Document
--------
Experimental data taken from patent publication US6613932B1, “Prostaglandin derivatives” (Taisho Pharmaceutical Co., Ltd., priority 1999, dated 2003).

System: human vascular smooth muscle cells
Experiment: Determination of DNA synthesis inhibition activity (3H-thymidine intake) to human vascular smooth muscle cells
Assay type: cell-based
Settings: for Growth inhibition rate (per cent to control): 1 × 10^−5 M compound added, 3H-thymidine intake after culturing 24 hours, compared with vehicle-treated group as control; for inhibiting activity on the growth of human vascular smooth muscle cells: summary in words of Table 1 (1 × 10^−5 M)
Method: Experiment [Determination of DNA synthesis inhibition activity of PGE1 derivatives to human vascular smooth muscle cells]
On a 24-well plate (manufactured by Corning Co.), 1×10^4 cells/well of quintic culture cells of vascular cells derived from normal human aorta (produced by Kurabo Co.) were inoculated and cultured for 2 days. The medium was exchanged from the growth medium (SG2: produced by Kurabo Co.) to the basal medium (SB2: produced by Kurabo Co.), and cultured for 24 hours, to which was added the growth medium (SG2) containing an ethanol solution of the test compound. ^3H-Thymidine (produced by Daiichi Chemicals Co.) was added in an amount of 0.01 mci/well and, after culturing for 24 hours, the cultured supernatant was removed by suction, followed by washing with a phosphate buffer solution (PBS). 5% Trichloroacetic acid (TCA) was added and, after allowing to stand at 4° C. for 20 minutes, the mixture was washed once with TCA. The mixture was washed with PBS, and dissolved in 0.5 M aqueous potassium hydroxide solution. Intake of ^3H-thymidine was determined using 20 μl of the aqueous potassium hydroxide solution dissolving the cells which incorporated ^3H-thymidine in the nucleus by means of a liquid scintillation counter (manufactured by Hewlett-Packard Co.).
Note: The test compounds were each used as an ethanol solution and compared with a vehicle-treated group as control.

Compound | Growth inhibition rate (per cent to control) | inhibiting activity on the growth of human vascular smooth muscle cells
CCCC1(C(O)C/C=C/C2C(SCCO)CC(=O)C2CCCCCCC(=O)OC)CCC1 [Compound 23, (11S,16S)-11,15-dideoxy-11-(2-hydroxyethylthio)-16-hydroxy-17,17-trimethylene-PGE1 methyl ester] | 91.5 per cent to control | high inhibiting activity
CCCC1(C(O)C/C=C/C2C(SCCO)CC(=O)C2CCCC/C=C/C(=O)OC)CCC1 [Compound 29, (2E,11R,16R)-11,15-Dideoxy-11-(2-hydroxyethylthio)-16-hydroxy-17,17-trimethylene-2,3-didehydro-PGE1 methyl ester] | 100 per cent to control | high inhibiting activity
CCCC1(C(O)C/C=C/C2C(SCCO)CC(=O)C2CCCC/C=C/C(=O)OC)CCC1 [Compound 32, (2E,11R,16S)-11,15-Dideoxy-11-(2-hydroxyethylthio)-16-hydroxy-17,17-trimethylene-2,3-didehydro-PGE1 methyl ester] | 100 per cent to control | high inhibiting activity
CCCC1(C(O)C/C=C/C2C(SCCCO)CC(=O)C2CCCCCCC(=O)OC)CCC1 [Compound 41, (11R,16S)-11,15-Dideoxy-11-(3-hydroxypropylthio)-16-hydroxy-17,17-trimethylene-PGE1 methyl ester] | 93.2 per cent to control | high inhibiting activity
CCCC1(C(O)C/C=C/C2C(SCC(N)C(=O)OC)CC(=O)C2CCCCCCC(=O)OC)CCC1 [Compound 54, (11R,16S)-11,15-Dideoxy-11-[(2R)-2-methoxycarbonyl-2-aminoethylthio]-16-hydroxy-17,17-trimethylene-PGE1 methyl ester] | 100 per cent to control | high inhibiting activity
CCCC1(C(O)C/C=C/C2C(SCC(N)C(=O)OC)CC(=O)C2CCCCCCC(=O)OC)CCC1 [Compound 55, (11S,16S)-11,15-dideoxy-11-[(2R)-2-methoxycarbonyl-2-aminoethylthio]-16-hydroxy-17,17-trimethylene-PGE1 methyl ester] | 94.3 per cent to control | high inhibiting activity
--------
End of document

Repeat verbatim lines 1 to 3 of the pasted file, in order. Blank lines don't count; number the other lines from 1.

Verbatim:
Experimental data taken from patent publication US6613932B1, “Prostaglandin derivatives” (Taisho Pharmaceutical Co., Ltd., priority 1999, dated 2003).

System: human vascular smooth muscle cells
Experiment: Determination of DNA synthesis inhibition activity (3H-thymidine intake) to human vascular smooth muscle cells